January 13 – Finding the skillful means to respond

By | January 13, 2020

Dear Friends,

Continuing with the talk from Kamala Masters, “Equanimity-Seeing the World with Quiet Eyes” and adding another “good news Monday” segment…

In the talk, Kamala shares a quote from Don Juan to Carlos Castaneda and then relates that to equanimity:

This is what Don Juan said to Carlos Castaneda, “The art of being a spiritual warrior is to balance the terror of being a human with the wonder of being a human.”

That wonder of being human is how we can transform ourselves. It takes training. It takes putting effort into it. It’s not about just being calm. We can be calm in the face of highs and lows. We can have equanimity with it. That’s a deeper calm.

Later, Kamala adds to yesterday’s reflection,

“This is how it is right now.” It’s how conditions have come together in this moment. It isn’t “this is how it is and it’s going to be this way forever” – it’s more like reminding ourselves that “okay, this is how it is right now, and the next thing is, what am I going to do about it.” … They are loving statements. Accepting the everythingness of life and yet not holding on to how we think it should be, but finding the skillful means to respond.

My sangha friend Doris shared this lovely story of two humans putting the effort and training into transforming themselves and their world.

From the Facebook page of the West-Eastern Divan Orchestra:

In 1999, Daniel Barenboim and Edward Said founded the West-Eastern Divan as a workshop for Israeli, Palestinian and other Arab musicians. Meeting in Weimar, Germany – a place where the humanistic ideals of the Enlightenment are overshadowed by the Holocaust – they materialized a hope to replace ignorance with education, knowledge and understanding; to humanize the other; to imagine a better future. Within the workshop, individuals who had only interacted with each other through the prism of war found themselves living and working together as equals. As they listened to each other during rehearsals and discussions, they traversed deep political and ideological divides. Though this experiment in coexistence was intended as a one-time event, it quickly evolved into a legendary orchestra.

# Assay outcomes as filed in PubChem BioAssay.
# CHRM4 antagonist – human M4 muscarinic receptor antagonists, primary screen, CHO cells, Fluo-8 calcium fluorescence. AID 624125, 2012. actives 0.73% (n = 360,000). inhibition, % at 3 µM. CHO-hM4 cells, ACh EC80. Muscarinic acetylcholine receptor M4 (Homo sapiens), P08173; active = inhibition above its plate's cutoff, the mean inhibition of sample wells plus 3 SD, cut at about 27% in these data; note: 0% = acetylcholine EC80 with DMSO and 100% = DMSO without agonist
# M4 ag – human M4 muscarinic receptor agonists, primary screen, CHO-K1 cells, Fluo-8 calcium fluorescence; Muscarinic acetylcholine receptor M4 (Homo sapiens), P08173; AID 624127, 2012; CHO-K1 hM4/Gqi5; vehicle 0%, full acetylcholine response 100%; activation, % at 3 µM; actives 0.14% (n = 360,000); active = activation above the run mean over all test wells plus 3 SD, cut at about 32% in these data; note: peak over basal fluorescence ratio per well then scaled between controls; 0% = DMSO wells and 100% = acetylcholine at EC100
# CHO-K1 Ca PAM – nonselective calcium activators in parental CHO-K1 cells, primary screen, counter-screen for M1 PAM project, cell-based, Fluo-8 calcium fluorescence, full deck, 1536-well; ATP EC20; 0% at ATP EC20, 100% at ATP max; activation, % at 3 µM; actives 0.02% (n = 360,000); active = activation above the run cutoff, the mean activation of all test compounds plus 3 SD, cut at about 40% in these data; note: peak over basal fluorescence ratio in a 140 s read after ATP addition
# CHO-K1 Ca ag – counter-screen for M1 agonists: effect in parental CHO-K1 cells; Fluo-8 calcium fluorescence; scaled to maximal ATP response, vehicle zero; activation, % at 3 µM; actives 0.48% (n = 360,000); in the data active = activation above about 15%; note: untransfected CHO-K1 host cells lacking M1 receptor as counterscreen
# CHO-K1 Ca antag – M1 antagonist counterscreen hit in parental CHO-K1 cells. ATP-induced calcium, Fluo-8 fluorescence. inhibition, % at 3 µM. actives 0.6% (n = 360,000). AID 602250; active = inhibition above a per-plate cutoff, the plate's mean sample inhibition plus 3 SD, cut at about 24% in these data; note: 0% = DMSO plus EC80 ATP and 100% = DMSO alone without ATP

For more, you can check out this little video clip:
West-Eastern Divan Orchestra Short Introduction

If you have a good news story to share, please let me know!

Guided meditation: From Nina Wise, Exploring Peace in Our Hearts – guided meditation, about 25 minutes:

Feel free to share your reflections or comments below, or by email.

With warm wishes,

2 thoughts on “January 13 – Finding the skillful means to respond

  1. Robbie Drummond

    Ahhh….Carlos Casteneda and his Yaqui teacher Don Juan…. a great introduction to a way of being, native to this continent we are living on and its ancient wisdom. Carlos talks of the two ways of knowing the world.. the “tonal ” and the “nagual” which comes from ancient Toltec philosophy. All spiritual traditions come from the same solitary source. My limited understanding of Buddhist dharma tells me that this is what we are perfecting in meditation. The endeavour to tame the Tonal and to embody the vast Universe of the Nagual.

    The Toltecs look at creation as consisting of the Nagual and the tonal. The Nagual is all that is. It is unstructured. The Nagual condenses and the tonal is formed. The tonal is structured energy. The average person only perceive the tonal. As we move into the world of energy we enter, what is referred to by the Toltecs as the Second Attention.

    1. Andrea Grzesina Post author

      Thank you Robbie! This is an interesting connection you bring in.

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